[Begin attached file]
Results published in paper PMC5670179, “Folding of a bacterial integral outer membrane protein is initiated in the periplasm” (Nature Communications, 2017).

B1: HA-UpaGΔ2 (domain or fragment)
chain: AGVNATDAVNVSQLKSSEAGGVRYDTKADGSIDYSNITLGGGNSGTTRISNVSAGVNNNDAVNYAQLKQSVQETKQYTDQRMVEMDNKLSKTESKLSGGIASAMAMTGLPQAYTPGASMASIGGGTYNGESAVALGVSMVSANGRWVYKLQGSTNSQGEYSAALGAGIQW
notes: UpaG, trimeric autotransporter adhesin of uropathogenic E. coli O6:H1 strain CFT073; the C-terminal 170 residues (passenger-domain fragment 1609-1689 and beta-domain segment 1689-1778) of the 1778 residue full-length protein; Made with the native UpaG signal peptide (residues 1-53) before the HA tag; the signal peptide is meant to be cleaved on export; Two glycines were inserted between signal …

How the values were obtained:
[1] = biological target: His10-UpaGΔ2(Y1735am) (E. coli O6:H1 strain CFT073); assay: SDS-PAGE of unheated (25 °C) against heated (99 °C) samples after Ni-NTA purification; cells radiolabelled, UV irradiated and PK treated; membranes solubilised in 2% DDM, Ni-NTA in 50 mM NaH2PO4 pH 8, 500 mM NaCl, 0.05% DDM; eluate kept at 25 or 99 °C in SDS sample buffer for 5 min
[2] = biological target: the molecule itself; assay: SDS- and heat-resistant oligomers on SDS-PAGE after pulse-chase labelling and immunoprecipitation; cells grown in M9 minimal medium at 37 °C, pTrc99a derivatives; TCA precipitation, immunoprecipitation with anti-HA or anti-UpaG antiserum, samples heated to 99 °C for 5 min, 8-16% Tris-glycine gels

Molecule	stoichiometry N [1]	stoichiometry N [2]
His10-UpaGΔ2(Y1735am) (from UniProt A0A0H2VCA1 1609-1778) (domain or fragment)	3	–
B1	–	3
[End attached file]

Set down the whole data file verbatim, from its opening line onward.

Results published in paper PMC5670179, “Folding of a bacterial integral outer membrane protein is initiated in the periplasm” (Nature Communications, 2017).

B1: HA-UpaGΔ2 (domain or fragment)
chain: AGVNATDAVNVSQLKSSEAGGVRYDTKADGSIDYSNITLGGGNSGTTRISNVSAGVNNNDAVNYAQLKQSVQETKQYTDQRMVEMDNKLSKTESKLSGGIASAMAMTGLPQAYTPGASMASIGGGTYNGESAVALGVSMVSANGRWVYKLQGSTNSQGEYSAALGAGIQW
notes: UpaG, trimeric autotransporter adhesin of uropathogenic E. coli O6:H1 strain CFT073; the C-terminal 170 residues (passenger-domain fragment 1609-1689 and beta-domain segment 1689-1778) of the 1778 residue full-length protein; Made with the native UpaG signal peptide (residues 1-53) before the HA tag; the signal peptide is meant to be cleaved on export; Two glycines were inserted between signal …

How the values were obtained:
[1] = biological target: His10-UpaGΔ2(Y1735am) (E. coli O6:H1 strain CFT073); assay: SDS-PAGE of unheated (25 °C) against heated (99 °C) samples after Ni-NTA purification; cells radiolabelled, UV irradiated and PK treated; membranes solubilised in 2% DDM, Ni-NTA in 50 mM NaH2PO4 pH 8, 500 mM NaCl, 0.05% DDM; eluate kept at 25 or 99 °C in SDS sample buffer for 5 min
[2] = biological target: the molecule itself; assay: SDS- and heat-resistant oligomers on SDS-PAGE after pulse-chase labelling and immunoprecipitation; cells grown in M9 minimal medium at 37 °C, pTrc99a derivatives; TCA precipitation, immunoprecipitation with anti-HA or anti-UpaG antiserum, samples heated to 99 °C for 5 min, 8-16% Tris-glycine gels

Molecule	stoichiometry N [1]	stoichiometry N [2]
His10-UpaGΔ2(Y1735am) (from UniProt A0A0H2VCA1 1609-1778) (domain or fragment)	3	–
B1	–	3